The Species at Risk Act (SARA) is a piece of federal legislation in Canada designed to protect wildlife species and their habitats. The goal of the Act is to prevent species from becoming extinct in the wild, to aid in the recovery of species at risk of extinction, and to manage species to prevent them from becoming at risk of extinction. If a species is listed under SARA it gains legal protection in Canada and management plans are developed to facilitate the recovery of the species.
The Committee on the Status of Endangered Wildlife in Canada (COSEWIC) is a panel composed of scientists, consultants, and academics (both non-government and government experts). An assessment, or status report, on a wildlife species by COSEWIC is the first step towards providing legal protection to a species in Canada. This status report compiles all available information about the species and the specific threats to its survival. It includes a science-based recommendation if the species should be listed under SARA and in what risk category (see below). The Minister of Environment and Climate Change and the federal Cabinet receive the COSEWIC status report and decide whether to list a species under SARA partially based on the report’s recommendations.
Not every species evaluated by COSEWIC is accepted under the SARA (e.g. the Polar Bear was rejected for inclusion under SARA in 1991, 1999, 2002, 2005, and 2008 despite being recommended by COSEWIC, before finally being listed in 2011), and the risk category recommended by COSEWIC is not always accepted under SARA (e.g. the Eastern Wolf was evaluated by COSEWIC as Threatened but designated by SARA as Special Concern). Further, a wildlife species deemed to have social, economic, or political significance can be denied listing under SARA, thus denied legal protection. A species’ COSEWIC report can also be referred for further consultations or sent back to the scientific community for further study, delaying the possible listing of the species.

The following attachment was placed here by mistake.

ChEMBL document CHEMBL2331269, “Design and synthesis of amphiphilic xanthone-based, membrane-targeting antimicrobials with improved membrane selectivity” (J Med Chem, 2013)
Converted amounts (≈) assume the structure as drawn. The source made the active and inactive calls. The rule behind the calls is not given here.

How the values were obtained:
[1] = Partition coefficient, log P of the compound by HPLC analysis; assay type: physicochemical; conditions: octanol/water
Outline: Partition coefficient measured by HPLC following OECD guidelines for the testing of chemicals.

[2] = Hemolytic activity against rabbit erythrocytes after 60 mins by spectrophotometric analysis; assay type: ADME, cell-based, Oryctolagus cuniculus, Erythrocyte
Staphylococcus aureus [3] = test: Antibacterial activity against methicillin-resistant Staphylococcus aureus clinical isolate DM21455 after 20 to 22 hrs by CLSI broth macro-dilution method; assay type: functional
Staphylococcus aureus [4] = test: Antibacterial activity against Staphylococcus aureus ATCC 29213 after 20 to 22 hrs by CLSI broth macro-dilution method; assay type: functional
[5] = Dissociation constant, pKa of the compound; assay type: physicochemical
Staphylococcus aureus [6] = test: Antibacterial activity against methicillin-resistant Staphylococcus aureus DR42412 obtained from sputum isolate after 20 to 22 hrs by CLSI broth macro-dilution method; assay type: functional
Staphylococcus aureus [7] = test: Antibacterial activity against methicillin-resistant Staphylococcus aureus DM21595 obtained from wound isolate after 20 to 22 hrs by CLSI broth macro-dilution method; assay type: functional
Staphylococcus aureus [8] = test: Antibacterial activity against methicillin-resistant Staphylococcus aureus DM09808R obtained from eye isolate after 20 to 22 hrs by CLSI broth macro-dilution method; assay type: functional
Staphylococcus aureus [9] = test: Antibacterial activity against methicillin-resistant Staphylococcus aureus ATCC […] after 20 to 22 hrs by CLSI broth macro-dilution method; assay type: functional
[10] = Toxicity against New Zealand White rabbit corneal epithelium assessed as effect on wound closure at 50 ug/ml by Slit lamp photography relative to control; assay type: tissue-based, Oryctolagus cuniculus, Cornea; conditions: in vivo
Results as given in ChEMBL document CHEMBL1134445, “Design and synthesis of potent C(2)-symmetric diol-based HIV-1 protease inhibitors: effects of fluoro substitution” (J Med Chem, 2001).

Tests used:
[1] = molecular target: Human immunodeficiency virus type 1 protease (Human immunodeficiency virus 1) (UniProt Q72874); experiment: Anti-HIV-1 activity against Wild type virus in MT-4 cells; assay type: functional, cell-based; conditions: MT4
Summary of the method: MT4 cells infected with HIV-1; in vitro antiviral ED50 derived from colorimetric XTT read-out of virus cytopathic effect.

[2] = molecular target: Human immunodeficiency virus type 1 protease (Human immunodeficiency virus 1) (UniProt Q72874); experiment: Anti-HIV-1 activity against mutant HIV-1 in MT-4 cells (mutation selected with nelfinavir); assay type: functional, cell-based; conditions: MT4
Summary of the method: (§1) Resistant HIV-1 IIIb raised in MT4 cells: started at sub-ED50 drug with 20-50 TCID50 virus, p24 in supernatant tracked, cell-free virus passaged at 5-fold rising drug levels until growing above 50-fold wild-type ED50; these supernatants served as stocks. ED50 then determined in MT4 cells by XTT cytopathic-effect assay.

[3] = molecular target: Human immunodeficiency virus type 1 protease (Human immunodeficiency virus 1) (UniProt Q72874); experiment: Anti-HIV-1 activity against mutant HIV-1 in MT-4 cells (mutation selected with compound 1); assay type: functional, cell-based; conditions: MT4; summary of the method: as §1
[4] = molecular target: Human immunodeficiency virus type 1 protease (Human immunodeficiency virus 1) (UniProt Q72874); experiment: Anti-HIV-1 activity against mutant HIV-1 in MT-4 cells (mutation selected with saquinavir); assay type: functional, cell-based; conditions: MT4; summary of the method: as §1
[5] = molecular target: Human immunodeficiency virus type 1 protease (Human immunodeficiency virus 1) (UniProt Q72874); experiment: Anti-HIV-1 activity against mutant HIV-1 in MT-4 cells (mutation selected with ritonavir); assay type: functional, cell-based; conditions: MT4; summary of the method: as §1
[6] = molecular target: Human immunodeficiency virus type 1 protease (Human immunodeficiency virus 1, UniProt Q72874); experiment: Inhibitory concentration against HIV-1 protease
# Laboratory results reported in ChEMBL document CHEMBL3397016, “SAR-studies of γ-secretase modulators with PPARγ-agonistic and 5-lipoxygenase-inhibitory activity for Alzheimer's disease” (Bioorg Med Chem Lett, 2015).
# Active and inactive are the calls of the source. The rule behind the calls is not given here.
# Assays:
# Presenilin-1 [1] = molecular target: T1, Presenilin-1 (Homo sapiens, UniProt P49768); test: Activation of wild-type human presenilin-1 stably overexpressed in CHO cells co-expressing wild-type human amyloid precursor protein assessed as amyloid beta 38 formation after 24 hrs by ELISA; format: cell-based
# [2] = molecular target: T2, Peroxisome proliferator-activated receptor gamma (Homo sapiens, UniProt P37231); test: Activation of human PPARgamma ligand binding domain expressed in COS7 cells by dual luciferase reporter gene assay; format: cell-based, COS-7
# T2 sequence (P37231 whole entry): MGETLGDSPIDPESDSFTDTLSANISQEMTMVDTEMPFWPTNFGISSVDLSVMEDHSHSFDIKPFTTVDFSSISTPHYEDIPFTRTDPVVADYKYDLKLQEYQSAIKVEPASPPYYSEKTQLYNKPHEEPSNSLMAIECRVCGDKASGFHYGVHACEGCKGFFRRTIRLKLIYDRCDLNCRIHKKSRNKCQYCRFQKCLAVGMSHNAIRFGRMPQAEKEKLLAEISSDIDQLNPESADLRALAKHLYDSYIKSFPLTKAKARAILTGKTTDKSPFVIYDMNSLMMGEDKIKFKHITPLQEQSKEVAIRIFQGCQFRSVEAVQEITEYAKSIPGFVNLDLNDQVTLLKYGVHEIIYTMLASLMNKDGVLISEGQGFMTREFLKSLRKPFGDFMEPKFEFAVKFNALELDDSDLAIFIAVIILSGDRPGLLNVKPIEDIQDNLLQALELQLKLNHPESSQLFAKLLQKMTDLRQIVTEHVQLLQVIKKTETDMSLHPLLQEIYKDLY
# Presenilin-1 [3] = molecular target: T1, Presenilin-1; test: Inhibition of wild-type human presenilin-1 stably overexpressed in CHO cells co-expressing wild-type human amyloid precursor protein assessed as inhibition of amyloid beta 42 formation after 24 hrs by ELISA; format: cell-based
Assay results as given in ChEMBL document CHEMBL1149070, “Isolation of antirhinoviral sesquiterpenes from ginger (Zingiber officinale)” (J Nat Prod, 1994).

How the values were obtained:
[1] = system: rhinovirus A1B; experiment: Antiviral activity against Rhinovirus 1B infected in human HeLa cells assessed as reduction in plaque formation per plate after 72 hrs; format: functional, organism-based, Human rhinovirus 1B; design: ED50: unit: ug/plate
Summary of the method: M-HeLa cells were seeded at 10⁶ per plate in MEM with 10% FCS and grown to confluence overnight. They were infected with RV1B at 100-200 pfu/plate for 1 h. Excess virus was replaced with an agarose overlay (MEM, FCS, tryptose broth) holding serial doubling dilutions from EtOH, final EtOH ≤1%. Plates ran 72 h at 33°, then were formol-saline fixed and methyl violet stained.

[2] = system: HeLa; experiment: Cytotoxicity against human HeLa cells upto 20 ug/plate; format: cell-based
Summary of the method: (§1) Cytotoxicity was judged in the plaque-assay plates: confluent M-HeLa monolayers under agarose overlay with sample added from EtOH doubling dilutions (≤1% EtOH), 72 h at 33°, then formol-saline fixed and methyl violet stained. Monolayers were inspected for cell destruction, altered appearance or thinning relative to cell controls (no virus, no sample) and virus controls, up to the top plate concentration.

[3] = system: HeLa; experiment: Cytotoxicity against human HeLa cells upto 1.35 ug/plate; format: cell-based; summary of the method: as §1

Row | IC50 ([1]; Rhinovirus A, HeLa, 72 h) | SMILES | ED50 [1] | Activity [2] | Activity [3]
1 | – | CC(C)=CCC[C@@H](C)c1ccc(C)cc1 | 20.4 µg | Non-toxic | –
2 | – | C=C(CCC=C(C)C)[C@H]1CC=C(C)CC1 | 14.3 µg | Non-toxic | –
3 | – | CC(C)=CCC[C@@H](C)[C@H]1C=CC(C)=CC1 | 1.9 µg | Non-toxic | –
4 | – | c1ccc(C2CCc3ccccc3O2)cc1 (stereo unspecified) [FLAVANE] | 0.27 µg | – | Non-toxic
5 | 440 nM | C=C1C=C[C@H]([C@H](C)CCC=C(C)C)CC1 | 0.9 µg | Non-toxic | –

- Not at Risk – a wildlife species that has been evaluated and found to be not at risk of extinction given the current circumstances
- Special Concern – a wildlife species may become a threatened or endangered because of a combination of biological characteristics and identified threats
- Threatened – a wildlife species likely to become endangered if nothing is done to reverse the factors leading to the specie’s extirpation or extinction
- Endangered – a wildlife species facing imminent extirpation or extinction
- Extirpated – a wildlife species that no longer exists in the wild in Canada, but exists elsewhere
- Extinct – a wildlife species no longer exists
Most species at risk are evaluated at the provincial or territorial level in addition to the national level – a species’ status may differ between provincial/territorial jurisdictions and may not be the same in those jurisdictions as the national population.
Risk category of the three focal species of our research nationally and in Atlantic Canada:
|Canada Warbler||Threatened||Threatened (Schedule 1)|
|Olive-sided Flycatcher||Threatened||Threatened (Schedule 1)|
|Rusty Blackbird||Special Concern||Special Concern (Schedule 1)|
|Species||Nova Scotia||New Brunswick||Newfoundland and Labrador|
|Canada Warbler||Endangered||Threatened||Not listed|
|Rusty Blackbird||Endangered||Special Concern||Vulnerable*|
*equivalent to COSEWIC’s Special Concern
Read more about the Species at Risk Act in Canada: Species at Risk Act Public Registry, SAR Frequently Asked Questions, Guide to the Species at Risk Act